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Homework Help: What is the skier's launch speed?

  1. Mar 2, 2004 #1
    Please Help....

    Can Someone please help me with these 2 physics question..i don't know waht equation to use ...can someone please tell me what equation to use..thanks alot..appreciate it.

    1.The 1994 Winter Olympics included the aerials competition in skiing. In this event skiers speed down a ramp that slopes sharply upward at the end. The sharp upward slope launches them into the air, where they perform acrobatic maneuvers. In the women's competition, the end of a typical launch ramp is directed 63 degrees above the horizontal. With this launch angle, a skier attains a height of 12.0 m above the end of the ramp. What is the skier's launch speed?

    2. Suppose the water at the top of Niagara Falls has a horizontal speed of 4.88 m/s just before it cascades over the edge of the falls. At what vertical distance below the edge does the velocity vector of the water point downward at a 52.3 degrees angle below the horizontal?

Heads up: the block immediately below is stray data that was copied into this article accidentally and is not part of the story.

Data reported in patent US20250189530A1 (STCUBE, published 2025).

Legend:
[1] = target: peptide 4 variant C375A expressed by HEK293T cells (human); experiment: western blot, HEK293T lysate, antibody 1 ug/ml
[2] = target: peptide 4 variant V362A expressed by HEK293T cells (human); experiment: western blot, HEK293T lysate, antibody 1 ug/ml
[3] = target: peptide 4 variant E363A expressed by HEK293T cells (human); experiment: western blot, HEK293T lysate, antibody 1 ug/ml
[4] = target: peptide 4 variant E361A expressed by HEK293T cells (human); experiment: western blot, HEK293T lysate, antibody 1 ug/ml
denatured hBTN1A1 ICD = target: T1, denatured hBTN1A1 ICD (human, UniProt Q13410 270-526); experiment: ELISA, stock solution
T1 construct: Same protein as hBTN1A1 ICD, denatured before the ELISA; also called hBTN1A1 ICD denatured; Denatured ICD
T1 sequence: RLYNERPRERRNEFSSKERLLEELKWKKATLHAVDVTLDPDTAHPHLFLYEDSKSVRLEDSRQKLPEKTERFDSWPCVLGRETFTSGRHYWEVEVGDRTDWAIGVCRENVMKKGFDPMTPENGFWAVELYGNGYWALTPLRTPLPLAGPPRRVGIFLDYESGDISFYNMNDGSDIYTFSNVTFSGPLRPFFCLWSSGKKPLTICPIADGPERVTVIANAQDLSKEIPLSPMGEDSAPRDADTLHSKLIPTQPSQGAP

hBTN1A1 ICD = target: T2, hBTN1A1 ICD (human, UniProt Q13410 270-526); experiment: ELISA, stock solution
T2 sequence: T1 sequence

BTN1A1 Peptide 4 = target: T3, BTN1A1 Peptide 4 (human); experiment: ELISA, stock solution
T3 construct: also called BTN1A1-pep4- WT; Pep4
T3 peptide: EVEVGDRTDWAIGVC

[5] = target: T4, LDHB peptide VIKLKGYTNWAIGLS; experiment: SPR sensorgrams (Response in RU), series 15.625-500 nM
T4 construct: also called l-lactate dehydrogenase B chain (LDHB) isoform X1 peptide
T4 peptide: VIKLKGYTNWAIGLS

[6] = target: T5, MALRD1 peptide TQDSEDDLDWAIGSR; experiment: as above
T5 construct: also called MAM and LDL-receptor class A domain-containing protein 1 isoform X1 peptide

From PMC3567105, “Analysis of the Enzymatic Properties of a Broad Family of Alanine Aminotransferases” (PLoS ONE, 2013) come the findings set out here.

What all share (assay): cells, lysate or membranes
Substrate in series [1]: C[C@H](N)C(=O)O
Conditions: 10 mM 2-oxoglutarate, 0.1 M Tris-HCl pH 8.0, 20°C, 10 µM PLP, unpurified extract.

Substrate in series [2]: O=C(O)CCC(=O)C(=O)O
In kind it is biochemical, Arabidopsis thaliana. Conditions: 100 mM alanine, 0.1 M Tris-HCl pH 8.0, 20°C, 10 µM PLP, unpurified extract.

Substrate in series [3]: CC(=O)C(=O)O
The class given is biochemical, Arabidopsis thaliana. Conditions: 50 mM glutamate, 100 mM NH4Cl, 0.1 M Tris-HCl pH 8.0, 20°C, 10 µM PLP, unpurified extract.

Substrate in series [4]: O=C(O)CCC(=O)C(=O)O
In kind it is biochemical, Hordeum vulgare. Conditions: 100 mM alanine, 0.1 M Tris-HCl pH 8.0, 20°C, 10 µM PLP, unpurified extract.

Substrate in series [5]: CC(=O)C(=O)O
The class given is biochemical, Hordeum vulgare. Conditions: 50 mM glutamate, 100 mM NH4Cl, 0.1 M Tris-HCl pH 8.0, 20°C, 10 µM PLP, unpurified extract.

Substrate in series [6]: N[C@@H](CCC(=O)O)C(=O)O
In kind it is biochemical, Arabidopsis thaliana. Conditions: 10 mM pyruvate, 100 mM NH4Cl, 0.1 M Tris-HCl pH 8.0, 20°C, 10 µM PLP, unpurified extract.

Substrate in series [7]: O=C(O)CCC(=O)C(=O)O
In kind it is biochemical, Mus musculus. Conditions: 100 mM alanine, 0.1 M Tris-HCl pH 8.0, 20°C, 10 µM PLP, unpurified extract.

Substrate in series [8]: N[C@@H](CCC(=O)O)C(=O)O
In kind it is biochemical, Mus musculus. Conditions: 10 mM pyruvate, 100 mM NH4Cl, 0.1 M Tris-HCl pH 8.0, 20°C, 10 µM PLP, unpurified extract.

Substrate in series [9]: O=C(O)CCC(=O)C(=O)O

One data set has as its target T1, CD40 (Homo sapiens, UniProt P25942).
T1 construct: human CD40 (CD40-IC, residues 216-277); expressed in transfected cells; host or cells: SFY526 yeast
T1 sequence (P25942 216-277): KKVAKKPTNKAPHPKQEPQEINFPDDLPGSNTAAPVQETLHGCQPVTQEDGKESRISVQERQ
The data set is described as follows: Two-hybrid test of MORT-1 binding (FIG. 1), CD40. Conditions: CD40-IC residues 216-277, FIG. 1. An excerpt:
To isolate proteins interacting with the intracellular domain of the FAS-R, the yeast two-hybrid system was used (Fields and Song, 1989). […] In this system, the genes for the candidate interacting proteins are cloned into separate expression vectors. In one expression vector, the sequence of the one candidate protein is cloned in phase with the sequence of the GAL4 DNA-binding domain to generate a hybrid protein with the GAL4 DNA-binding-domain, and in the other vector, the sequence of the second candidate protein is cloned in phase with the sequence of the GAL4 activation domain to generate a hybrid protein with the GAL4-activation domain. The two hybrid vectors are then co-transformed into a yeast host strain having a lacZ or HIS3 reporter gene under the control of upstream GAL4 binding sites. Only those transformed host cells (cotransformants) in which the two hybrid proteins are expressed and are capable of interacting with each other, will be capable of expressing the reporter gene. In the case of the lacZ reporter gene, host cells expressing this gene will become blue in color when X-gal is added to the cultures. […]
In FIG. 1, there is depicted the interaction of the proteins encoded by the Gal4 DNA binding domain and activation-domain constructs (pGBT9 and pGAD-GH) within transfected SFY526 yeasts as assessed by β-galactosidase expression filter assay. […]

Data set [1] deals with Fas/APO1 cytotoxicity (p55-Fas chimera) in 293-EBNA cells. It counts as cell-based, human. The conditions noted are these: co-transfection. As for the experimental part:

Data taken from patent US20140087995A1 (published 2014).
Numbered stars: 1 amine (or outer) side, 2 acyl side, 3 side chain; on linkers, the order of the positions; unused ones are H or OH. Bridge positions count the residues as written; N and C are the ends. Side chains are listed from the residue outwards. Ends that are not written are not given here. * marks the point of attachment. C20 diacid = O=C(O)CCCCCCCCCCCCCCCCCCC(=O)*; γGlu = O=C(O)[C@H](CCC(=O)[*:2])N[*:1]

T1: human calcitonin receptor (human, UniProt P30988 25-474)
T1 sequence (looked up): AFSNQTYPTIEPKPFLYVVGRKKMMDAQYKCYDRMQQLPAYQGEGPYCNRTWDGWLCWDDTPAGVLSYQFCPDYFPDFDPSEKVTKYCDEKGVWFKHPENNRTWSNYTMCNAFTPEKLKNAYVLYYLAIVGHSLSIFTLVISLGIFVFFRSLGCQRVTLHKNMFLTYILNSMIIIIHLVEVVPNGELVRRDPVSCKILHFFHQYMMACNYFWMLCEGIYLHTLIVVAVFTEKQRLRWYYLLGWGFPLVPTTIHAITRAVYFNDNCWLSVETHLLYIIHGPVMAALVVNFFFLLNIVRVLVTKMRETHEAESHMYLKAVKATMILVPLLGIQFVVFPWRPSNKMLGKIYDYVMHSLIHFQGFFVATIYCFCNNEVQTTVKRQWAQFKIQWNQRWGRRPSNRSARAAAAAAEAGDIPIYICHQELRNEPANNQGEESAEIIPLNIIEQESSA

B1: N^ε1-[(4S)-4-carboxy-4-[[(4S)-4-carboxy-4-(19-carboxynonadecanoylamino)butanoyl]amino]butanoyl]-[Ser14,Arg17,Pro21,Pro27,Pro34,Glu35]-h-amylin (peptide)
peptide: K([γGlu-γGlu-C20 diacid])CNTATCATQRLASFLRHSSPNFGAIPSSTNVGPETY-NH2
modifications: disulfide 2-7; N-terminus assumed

2. jcsd
  3. Mar 2, 2004 #2
    1. [tex]\Delta (v^2) = 2ad[/tex]

    2. As #1, but also requires, [tex]\tan \theta = \frac{v_y}{v_x}[/tex].

    Honestly, I suggest not memorizing a bunch of formulas to do problems like this. It's really easier to just model each problem, because then you do every single problem the same exact way, regardless of what it's asking. All that changes is the value that you read off your model at the end.

  4. Mar 3, 2004 #3
    hey thanks alot..so the number 1 i just use that euqation to find the speed..so i don't need the 63 degree or anything like that..and for number 2..i use the same equation as #1 to find D right...but before i do that i need to find Vy right and that's using the tangent equation right??
  5. Mar 3, 2004 #4
    For #1, close. Remember that some of the initial velocity of the jump is going to be in the horizontal direction, so the vertical velocity will be less than the total velocity. Use a trig identity to separate out the vertical velocity.

    For #2, yes.

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